18 November 2009

Tata's Direction For Jaguar/Land Rover

When JLR were part of Ford, they had much they could share with the Ford group of companies that kept costs down. The bad part was that things didn't happen quickly with Ford and that JLR had to wait too long for approval to do things. Now Tata is allowing decisions to happen quicker. Unfortunately, JLR have lost access to cost savings of sharing within Ford. So there are plus and minus points for the company.
One thing that is certain is that costs must be reduced. By doing so, JLR can achieve its break even point profit wise with fewer sales. How to do that is a problem, as this I think involves moving some production away from the UK and closing at least one of its three UK factories.

For example, the Defender sells about 25,000 units per year, is a basic vehicle and is quite expensive to make in the UK. If production was moved to India, it would be cheaper to make and therefore have economic benefits. Another option involves the Jaguar X-Type. It is just being phased out of production in the UK. If the tooling was moved to India, the car could then be made for emerging markets and even some like Australia that really do still sell the car in reasonable numbers. Oh, of course the unions would protest and the doomsday howlers regarding UK industry would say it's the tip of the iceberg. Soon, the whole JLR company will be in India. That would be a stupid thing to do as many people buy JLR because they are British. The majority of production must stay in the UK, but the examples I mentioned could go to India without affecting UK manufacturing much at all. It would get JLR back in the black sooner and protect British jobs.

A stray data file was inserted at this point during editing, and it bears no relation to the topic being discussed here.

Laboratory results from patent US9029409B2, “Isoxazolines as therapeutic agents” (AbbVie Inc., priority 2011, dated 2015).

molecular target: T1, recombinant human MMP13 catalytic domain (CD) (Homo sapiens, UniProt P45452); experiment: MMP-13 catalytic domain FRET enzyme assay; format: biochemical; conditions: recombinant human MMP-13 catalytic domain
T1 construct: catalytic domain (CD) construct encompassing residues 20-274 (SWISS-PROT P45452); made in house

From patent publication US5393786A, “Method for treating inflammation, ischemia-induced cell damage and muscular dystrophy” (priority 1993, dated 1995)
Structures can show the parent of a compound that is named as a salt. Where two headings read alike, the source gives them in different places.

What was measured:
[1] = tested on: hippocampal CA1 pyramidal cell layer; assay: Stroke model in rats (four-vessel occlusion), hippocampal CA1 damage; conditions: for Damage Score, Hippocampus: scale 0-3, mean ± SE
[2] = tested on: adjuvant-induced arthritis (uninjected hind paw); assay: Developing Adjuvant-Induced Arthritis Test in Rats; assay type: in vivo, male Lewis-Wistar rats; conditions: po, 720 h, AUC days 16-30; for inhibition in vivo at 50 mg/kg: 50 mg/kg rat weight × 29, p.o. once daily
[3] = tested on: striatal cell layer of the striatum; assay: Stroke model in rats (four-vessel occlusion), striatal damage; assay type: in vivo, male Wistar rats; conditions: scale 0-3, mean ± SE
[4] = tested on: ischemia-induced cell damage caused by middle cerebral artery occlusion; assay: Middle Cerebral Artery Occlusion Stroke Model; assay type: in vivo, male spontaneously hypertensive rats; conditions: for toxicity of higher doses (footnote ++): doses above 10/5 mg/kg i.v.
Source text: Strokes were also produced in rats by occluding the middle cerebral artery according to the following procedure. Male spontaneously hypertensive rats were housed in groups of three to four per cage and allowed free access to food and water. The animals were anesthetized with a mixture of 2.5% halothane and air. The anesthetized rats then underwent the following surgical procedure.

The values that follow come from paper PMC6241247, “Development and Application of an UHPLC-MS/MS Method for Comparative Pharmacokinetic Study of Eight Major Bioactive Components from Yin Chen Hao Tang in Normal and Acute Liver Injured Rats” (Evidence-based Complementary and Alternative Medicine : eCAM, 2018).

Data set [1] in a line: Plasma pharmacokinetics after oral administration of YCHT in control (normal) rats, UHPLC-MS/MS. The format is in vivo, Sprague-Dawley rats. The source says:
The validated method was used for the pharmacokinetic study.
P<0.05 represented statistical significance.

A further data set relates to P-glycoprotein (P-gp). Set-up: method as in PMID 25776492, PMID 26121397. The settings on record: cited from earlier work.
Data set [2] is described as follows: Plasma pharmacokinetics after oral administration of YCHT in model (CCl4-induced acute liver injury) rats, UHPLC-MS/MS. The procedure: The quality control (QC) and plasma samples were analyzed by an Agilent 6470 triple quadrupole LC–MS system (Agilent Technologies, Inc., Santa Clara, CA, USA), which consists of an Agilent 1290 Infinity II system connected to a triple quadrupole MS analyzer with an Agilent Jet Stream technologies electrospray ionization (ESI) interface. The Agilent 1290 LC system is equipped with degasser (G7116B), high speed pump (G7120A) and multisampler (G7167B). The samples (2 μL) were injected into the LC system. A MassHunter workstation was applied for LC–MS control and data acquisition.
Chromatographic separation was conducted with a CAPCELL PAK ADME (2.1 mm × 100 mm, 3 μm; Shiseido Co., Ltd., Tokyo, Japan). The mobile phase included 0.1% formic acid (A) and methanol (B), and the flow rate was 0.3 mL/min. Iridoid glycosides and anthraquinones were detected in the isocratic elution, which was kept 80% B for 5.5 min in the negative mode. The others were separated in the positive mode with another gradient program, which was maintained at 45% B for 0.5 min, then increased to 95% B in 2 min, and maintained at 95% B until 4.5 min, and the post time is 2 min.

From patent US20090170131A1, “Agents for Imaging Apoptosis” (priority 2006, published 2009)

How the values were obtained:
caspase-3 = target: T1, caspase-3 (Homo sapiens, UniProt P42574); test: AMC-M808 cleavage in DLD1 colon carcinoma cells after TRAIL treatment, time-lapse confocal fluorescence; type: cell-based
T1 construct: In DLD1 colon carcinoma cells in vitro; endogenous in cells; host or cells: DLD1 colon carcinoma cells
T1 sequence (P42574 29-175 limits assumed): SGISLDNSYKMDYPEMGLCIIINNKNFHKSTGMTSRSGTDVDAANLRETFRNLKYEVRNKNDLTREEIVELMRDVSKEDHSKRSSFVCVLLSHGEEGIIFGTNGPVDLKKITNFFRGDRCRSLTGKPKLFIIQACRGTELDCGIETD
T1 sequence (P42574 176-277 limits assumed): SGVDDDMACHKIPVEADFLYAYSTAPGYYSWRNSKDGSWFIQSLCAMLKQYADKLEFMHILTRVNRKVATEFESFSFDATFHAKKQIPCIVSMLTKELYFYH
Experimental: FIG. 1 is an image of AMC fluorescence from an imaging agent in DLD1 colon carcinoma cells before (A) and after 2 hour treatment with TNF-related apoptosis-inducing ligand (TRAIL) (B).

The bottom line: Tata needs to close a UK factory and move Defender and/or X-Type production (or its successor) to India to give JLR a more profitable future.

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